Jenaya grew up on the streets of Skyfane City, carving out a life for herself outside the law. And she was good...very good. She came to view crime as an art form, from the skillful choice of mark to the evasion of the Man afterwards. Her devotion to the art form soon exceeded her devotion to crime--though she was hardly averse to breaking the law. She began to take on higher-profile targets, letting her whimsy dictate her choices. The day after breaking up a crime ring before the law arrived, she would thieve a priceless treasure from a well-guarded aristocrat. The only constant was the fox mask she left wherever she did her daring work. Rumors spread about the Fox--a man with mastery of illusion magic, a sorceress with great powers of seduction, a quickling with an uncommon interest in human affairs. Jenaya let the rumors take hold, even added some of her own--and quietly laughed whenever she heard them on the street.

Even so, someone had the wherewithal to track her down. She woke up one night to find herself surrounded by hard-looking folk. A man, their apparent leader, sat at the foot of her bed. He introduced himself as an enforcer of the Nightsong Guild, a powerful player wherever there was play to be had. Jenaya had been stepping on more than a few toes, and so come to the enforcers' attention. The man offered her a mutually beneficial arrangement. Membership in the Nightsong Guild would give Jenaya greater resources with which to pursue her antics, and legitimacy in the underworld of civilization. In return, the guild would benefit from the notoriety of the Fox, and occasionally ask her services for particular tasks--and take a cut of the Fox's prizes, as well. She could refuse, of course, but then she would risk making the guild her enemy--and they had amply demonstrated their ability to track her down.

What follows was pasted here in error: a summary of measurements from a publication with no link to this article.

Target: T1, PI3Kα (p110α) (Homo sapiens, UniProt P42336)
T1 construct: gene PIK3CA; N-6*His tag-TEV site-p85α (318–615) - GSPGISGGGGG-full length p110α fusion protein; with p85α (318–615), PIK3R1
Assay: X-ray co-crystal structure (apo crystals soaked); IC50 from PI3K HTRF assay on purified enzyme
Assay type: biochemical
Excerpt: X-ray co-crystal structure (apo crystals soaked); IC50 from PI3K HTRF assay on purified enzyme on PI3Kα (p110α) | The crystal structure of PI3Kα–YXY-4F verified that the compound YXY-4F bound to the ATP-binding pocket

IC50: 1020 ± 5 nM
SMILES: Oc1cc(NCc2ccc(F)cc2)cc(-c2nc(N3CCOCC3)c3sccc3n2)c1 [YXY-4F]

Jenaya accepted. Privately, though, she saw an opportunity to outdo all her previous work. How would it do to trick the underworld's most famous tricksters? As she trained in the team tactics that characterized the Nightsong Guild, she also began her preparations. She gathered information about the guild's leaders, its network of operations, its allies and enemies and triply turncoat traitors. And she began scheming to take down the guild from the inside.

But she was found out before she could set her plans in motion, and the entire guild was mobilized against her. She escaped by the skin of her teeth, and now she's on the run. The Nightsong Guild even took the unprecedented step of releasing information on the Fox to the law--betraying the underworld's cardinal rule. With nothing left to Jenaya but her devotion to trickery, she constantly heightens her skills in order to avoid the authorities by day and the assassins by night.


Critiques welcome.

Friday, June 25, 2010

Religion: For or Against?

Well, crap. I will be eternally apologizing for late posting, it seems. Well, that's why I imposed a regular posting schedule--to deal with the issues that prevent me from meeting regular schedules.

Anyway, this is another miniature essay developed in response to a query. I did one on atheism, so I suppose it's only fair I do one for religion as well.